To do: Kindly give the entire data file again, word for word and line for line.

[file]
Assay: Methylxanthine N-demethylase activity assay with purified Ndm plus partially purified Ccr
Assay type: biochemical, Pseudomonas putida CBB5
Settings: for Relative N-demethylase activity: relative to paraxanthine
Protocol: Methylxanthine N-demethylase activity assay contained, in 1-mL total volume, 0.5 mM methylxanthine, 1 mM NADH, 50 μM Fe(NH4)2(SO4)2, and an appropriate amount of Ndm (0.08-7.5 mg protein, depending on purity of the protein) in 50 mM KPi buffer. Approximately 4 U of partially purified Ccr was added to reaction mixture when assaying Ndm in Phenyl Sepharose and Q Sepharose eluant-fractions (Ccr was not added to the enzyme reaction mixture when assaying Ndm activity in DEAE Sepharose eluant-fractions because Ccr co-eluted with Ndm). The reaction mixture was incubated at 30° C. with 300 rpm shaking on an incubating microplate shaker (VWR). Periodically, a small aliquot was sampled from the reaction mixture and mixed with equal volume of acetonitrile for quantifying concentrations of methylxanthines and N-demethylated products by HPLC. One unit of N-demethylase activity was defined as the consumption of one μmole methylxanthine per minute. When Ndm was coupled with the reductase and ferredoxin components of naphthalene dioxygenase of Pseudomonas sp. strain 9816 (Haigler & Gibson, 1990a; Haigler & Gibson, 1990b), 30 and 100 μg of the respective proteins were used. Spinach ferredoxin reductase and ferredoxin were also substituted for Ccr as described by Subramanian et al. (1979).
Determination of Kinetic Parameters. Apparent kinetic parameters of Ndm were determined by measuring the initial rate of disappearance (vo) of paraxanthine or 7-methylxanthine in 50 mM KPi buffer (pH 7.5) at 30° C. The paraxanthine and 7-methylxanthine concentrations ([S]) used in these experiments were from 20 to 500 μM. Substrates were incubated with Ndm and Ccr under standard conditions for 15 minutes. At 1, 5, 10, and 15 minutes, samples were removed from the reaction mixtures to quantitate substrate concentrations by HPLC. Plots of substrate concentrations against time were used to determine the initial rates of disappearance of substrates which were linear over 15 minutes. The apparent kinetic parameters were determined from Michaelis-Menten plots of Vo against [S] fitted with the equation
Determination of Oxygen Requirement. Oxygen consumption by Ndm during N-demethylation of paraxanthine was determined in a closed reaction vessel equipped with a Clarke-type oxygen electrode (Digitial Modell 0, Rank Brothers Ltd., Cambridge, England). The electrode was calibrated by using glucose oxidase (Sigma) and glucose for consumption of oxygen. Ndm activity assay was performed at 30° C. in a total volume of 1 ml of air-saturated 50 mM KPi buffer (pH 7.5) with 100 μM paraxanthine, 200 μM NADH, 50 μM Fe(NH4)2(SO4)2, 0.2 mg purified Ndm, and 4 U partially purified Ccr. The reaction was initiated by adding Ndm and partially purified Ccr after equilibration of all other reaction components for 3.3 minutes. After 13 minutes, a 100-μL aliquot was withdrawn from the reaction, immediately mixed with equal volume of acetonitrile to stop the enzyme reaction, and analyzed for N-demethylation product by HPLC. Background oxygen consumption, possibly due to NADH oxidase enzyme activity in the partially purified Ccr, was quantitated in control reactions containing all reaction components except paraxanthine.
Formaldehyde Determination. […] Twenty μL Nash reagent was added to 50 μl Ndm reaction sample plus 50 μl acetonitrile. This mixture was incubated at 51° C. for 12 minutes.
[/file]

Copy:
Assay: Methylxanthine N-demethylase activity assay with purified Ndm plus partially purified Ccr
Assay type: biochemical, Pseudomonas putida CBB5
Settings: for Relative N-demethylase activity: relative to paraxanthine
Protocol: Methylxanthine N-demethylase activity assay contained, in 1-mL total volume, 0.5 mM methylxanthine, 1 mM NADH, 50 μM Fe(NH4)2(SO4)2, and an appropriate amount of Ndm (0.08-7.5 mg protein, depending on purity of the protein) in 50 mM KPi buffer. Approximately 4 U of partially purified Ccr was added to reaction mixture when assaying Ndm in Phenyl Sepharose and Q Sepharose eluant-fractions (Ccr was not added to the enzyme reaction mixture when assaying Ndm activity in DEAE Sepharose eluant-fractions because Ccr co-eluted with Ndm). The reaction mixture was incubated at 30° C. with 300 rpm shaking on an incubating microplate shaker (VWR). Periodically, a small aliquot was sampled from the reaction mixture and mixed with equal volume of acetonitrile for quantifying concentrations of methylxanthines and N-demethylated products by HPLC. One unit of N-demethylase activity was defined as the consumption of one μmole methylxanthine per minute. When Ndm was coupled with the reductase and ferredoxin components of naphthalene dioxygenase of Pseudomonas sp. strain 9816 (Haigler & Gibson, 1990a; Haigler & Gibson, 1990b), 30 and 100 μg of the respective proteins were used. Spinach ferredoxin reductase and ferredoxin were also substituted for Ccr as described by Subramanian et al. (1979).
Determination of Kinetic Parameters. Apparent kinetic parameters of Ndm were determined by measuring the initial rate of disappearance (vo) of paraxanthine or 7-methylxanthine in 50 mM KPi buffer (pH 7.5) at 30° C. The paraxanthine and 7-methylxanthine concentrations ([S]) used in these experiments were from 20 to 500 μM. Substrates were incubated with Ndm and Ccr under standard conditions for 15 minutes. At 1, 5, 10, and 15 minutes, samples were removed from the reaction mixtures to quantitate substrate concentrations by HPLC. Plots of substrate concentrations against time were used to determine the initial rates of disappearance of substrates which were linear over 15 minutes. The apparent kinetic parameters were determined from Michaelis-Menten plots of Vo against [S] fitted with the equation
Determination of Oxygen Requirement. Oxygen consumption by Ndm during N-demethylation of paraxanthine was determined in a closed reaction vessel equipped with a Clarke-type oxygen electrode (Digitial Modell 0, Rank Brothers Ltd., Cambridge, England). The electrode was calibrated by using glucose oxidase (Sigma) and glucose for consumption of oxygen. Ndm activity assay was performed at 30° C. in a total volume of 1 ml of air-saturated 50 mM KPi buffer (pH 7.5) with 100 μM paraxanthine, 200 μM NADH, 50 μM Fe(NH4)2(SO4)2, 0.2 mg purified Ndm, and 4 U partially purified Ccr. The reaction was initiated by adding Ndm and partially purified Ccr after equilibration of all other reaction components for 3.3 minutes. After 13 minutes, a 100-μL aliquot was withdrawn from the reaction, immediately mixed with equal volume of acetonitrile to stop the enzyme reaction, and analyzed for N-demethylation product by HPLC. Background oxygen consumption, possibly due to NADH oxidase enzyme activity in the partially purified Ccr, was quantitated in control reactions containing all reaction components except paraxanthine.
Formaldehyde Determination. […] Twenty μL Nash reagent was added to 50 μl Ndm reaction sample plus 50 μl acetonitrile. This mixture was incubated at 51° C. for 12 minutes.